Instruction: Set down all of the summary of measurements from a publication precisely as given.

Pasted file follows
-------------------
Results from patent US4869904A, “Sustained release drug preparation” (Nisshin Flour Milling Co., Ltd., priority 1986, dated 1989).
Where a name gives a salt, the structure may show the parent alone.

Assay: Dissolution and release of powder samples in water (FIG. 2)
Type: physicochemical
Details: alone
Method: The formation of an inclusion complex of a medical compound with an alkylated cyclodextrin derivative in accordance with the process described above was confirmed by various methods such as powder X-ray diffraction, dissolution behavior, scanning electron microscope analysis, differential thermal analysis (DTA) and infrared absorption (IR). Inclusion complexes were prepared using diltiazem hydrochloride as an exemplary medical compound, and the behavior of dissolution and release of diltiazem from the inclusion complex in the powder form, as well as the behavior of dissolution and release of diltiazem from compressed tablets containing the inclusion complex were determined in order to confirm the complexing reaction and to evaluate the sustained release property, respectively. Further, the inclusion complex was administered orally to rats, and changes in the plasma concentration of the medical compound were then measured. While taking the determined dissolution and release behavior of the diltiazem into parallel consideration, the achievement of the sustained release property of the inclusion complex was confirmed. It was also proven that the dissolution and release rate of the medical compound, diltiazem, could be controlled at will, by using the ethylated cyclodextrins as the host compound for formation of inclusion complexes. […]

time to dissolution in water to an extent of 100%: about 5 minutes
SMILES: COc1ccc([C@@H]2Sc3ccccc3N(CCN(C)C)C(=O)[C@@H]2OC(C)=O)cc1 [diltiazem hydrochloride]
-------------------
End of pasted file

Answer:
Results from patent US4869904A, “Sustained release drug preparation” (Nisshin Flour Milling Co., Ltd., priority 1986, dated 1989).
Where a name gives a salt, the structure may show the parent alone.

Assay: Dissolution and release of powder samples in water (FIG. 2)
Type: physicochemical
Details: alone
Method: The formation of an inclusion complex of a medical compound with an alkylated cyclodextrin derivative in accordance with the process described above was confirmed by various methods such as powder X-ray diffraction, dissolution behavior, scanning electron microscope analysis, differential thermal analysis (DTA) and infrared absorption (IR). Inclusion complexes were prepared using diltiazem hydrochloride as an exemplary medical compound, and the behavior of dissolution and release of diltiazem from the inclusion complex in the powder form, as well as the behavior of dissolution and release of diltiazem from compressed tablets containing the inclusion complex were determined in order to confirm the complexing reaction and to evaluate the sustained release property, respectively. Further, the inclusion complex was administered orally to rats, and changes in the plasma concentration of the medical compound were then measured. While taking the determined dissolution and release behavior of the diltiazem into parallel consideration, the achievement of the sustained release property of the inclusion complex was confirmed. It was also proven that the dissolution and release rate of the medical compound, diltiazem, could be controlled at will, by using the ethylated cyclodextrins as the host compound for formation of inclusion complexes. […]

time to dissolution in water to an extent of 100%: about 5 minutes
SMILES: COc1ccc([C@@H]2Sc3ccccc3N(CCN(C)C)C(=O)[C@@H]2OC(C)=O)cc1 [diltiazem hydrochloride]